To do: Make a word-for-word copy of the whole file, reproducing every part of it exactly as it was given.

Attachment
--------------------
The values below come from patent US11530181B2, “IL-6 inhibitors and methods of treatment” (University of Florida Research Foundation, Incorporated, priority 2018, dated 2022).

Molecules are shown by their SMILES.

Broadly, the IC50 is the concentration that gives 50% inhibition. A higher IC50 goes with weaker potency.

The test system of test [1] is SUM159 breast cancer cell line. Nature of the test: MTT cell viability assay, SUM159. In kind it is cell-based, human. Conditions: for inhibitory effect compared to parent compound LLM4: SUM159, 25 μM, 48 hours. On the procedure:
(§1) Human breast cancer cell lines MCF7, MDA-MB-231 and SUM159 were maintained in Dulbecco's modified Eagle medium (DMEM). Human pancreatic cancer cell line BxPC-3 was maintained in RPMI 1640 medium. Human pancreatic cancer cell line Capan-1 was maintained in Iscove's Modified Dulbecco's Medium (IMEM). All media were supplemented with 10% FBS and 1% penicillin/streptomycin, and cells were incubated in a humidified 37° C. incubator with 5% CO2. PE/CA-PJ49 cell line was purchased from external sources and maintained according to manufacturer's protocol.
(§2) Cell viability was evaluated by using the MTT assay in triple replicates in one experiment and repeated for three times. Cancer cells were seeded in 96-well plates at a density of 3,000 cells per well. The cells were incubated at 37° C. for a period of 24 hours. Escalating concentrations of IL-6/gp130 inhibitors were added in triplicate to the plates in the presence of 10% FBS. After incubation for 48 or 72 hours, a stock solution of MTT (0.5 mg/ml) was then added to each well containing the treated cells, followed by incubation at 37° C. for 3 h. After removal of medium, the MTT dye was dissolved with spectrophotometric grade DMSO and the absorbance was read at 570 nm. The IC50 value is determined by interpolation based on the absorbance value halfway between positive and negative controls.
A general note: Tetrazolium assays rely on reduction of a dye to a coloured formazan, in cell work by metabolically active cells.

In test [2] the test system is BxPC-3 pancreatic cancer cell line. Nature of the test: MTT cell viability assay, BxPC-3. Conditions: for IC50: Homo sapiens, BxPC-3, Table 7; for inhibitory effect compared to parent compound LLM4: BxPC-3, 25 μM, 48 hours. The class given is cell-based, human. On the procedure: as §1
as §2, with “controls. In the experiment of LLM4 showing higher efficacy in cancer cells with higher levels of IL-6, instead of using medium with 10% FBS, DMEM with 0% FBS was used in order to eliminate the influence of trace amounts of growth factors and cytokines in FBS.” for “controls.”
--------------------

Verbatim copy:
The values below come from patent US11530181B2, “IL-6 inhibitors and methods of treatment” (University of Florida Research Foundation, Incorporated, priority 2018, dated 2022).

Molecules are shown by their SMILES.

Broadly, the IC50 is the concentration that gives 50% inhibition. A higher IC50 goes with weaker potency.

The test system of test [1] is SUM159 breast cancer cell line. Nature of the test: MTT cell viability assay, SUM159. In kind it is cell-based, human. Conditions: for inhibitory effect compared to parent compound LLM4: SUM159, 25 μM, 48 hours. On the procedure:
(§1) Human breast cancer cell lines MCF7, MDA-MB-231 and SUM159 were maintained in Dulbecco's modified Eagle medium (DMEM). Human pancreatic cancer cell line BxPC-3 was maintained in RPMI 1640 medium. Human pancreatic cancer cell line Capan-1 was maintained in Iscove's Modified Dulbecco's Medium (IMEM). All media were supplemented with 10% FBS and 1% penicillin/streptomycin, and cells were incubated in a humidified 37° C. incubator with 5% CO2. PE/CA-PJ49 cell line was purchased from external sources and maintained according to manufacturer's protocol.
(§2) Cell viability was evaluated by using the MTT assay in triple replicates in one experiment and repeated for three times. Cancer cells were seeded in 96-well plates at a density of 3,000 cells per well. The cells were incubated at 37° C. for a period of 24 hours. Escalating concentrations of IL-6/gp130 inhibitors were added in triplicate to the plates in the presence of 10% FBS. After incubation for 48 or 72 hours, a stock solution of MTT (0.5 mg/ml) was then added to each well containing the treated cells, followed by incubation at 37° C. for 3 h. After removal of medium, the MTT dye was dissolved with spectrophotometric grade DMSO and the absorbance was read at 570 nm. The IC50 value is determined by interpolation based on the absorbance value halfway between positive and negative controls.
A general note: Tetrazolium assays rely on reduction of a dye to a coloured formazan, in cell work by metabolically active cells.

In test [2] the test system is BxPC-3 pancreatic cancer cell line. Nature of the test: MTT cell viability assay, BxPC-3. Conditions: for IC50: Homo sapiens, BxPC-3, Table 7; for inhibitory effect compared to parent compound LLM4: BxPC-3, 25 μM, 48 hours. The class given is cell-based, human. On the procedure: as §1
as §2, with “controls. In the experiment of LLM4 showing higher efficacy in cancer cells with higher levels of IL-6, instead of using medium with 10% FBS, DMEM with 0% FBS was used in order to eliminate the influence of trace amounts of growth factors and cytokines in FBS.” for “controls.”